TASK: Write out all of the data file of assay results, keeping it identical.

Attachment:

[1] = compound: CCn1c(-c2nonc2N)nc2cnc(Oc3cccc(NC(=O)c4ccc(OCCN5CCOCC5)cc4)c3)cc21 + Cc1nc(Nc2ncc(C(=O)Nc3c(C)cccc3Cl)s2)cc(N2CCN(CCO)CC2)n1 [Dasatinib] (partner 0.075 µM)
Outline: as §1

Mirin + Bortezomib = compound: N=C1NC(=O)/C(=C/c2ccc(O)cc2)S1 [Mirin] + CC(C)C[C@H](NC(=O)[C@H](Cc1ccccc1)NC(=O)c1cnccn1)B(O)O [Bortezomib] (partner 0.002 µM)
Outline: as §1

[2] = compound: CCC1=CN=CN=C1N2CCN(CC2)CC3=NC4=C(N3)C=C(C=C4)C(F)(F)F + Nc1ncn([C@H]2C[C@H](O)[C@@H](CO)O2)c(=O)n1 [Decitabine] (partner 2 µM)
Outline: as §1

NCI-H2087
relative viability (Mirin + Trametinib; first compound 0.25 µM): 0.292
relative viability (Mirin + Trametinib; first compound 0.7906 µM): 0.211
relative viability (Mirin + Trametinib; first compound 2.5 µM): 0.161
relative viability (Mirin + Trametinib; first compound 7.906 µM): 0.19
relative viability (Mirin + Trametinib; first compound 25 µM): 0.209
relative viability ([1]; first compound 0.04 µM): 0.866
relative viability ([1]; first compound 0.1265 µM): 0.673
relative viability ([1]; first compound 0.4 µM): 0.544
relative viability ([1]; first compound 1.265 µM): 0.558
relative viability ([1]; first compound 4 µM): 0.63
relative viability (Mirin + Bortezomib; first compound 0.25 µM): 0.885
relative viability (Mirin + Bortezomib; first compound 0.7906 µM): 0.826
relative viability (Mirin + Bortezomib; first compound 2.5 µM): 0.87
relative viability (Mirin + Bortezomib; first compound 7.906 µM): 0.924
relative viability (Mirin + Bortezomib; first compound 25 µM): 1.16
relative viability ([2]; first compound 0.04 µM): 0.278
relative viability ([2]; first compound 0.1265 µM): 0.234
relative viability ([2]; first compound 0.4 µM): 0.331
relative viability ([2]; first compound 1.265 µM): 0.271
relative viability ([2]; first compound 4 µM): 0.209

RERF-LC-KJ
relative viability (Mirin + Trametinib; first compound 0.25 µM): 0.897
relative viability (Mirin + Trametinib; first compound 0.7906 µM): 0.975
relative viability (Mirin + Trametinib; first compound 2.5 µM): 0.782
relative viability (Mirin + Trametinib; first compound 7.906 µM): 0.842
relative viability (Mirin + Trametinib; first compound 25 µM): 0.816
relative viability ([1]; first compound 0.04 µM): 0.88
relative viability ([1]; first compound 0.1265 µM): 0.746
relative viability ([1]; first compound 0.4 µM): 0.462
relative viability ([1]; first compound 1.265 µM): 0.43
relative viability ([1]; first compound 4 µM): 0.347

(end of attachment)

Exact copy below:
[1] = compound: CCn1c(-c2nonc2N)nc2cnc(Oc3cccc(NC(=O)c4ccc(OCCN5CCOCC5)cc4)c3)cc21 + Cc1nc(Nc2ncc(C(=O)Nc3c(C)cccc3Cl)s2)cc(N2CCN(CCO)CC2)n1 [Dasatinib] (partner 0.075 µM)
Outline: as §1

Mirin + Bortezomib = compound: N=C1NC(=O)/C(=C/c2ccc(O)cc2)S1 [Mirin] + CC(C)C[C@H](NC(=O)[C@H](Cc1ccccc1)NC(=O)c1cnccn1)B(O)O [Bortezomib] (partner 0.002 µM)
Outline: as §1

[2] = compound: CCC1=CN=CN=C1N2CCN(CC2)CC3=NC4=C(N3)C=C(C=C4)C(F)(F)F + Nc1ncn([C@H]2C[C@H](O)[C@@H](CO)O2)c(=O)n1 [Decitabine] (partner 2 µM)
Outline: as §1

NCI-H2087
relative viability (Mirin + Trametinib; first compound 0.25 µM): 0.292
relative viability (Mirin + Trametinib; first compound 0.7906 µM): 0.211
relative viability (Mirin + Trametinib; first compound 2.5 µM): 0.161
relative viability (Mirin + Trametinib; first compound 7.906 µM): 0.19
relative viability (Mirin + Trametinib; first compound 25 µM): 0.209
relative viability ([1]; first compound 0.04 µM): 0.866
relative viability ([1]; first compound 0.1265 µM): 0.673
relative viability ([1]; first compound 0.4 µM): 0.544
relative viability ([1]; first compound 1.265 µM): 0.558
relative viability ([1]; first compound 4 µM): 0.63
relative viability (Mirin + Bortezomib; first compound 0.25 µM): 0.885
relative viability (Mirin + Bortezomib; first compound 0.7906 µM): 0.826
relative viability (Mirin + Bortezomib; first compound 2.5 µM): 0.87
relative viability (Mirin + Bortezomib; first compound 7.906 µM): 0.924
relative viability (Mirin + Bortezomib; first compound 25 µM): 1.16
relative viability ([2]; first compound 0.04 µM): 0.278
relative viability ([2]; first compound 0.1265 µM): 0.234
relative viability ([2]; first compound 0.4 µM): 0.331
relative viability ([2]; first compound 1.265 µM): 0.271
relative viability ([2]; first compound 4 µM): 0.209

RERF-LC-KJ
relative viability (Mirin + Trametinib; first compound 0.25 µM): 0.897
relative viability (Mirin + Trametinib; first compound 0.7906 µM): 0.975
relative viability (Mirin + Trametinib; first compound 2.5 µM): 0.782
relative viability (Mirin + Trametinib; first compound 7.906 µM): 0.842
relative viability (Mirin + Trametinib; first compound 25 µM): 0.816
relative viability ([1]; first compound 0.04 µM): 0.88
relative viability ([1]; first compound 0.1265 µM): 0.746
relative viability ([1]; first compound 0.4 µM): 0.462
relative viability ([1]; first compound 1.265 µM): 0.43
relative viability ([1]; first compound 4 µM): 0.347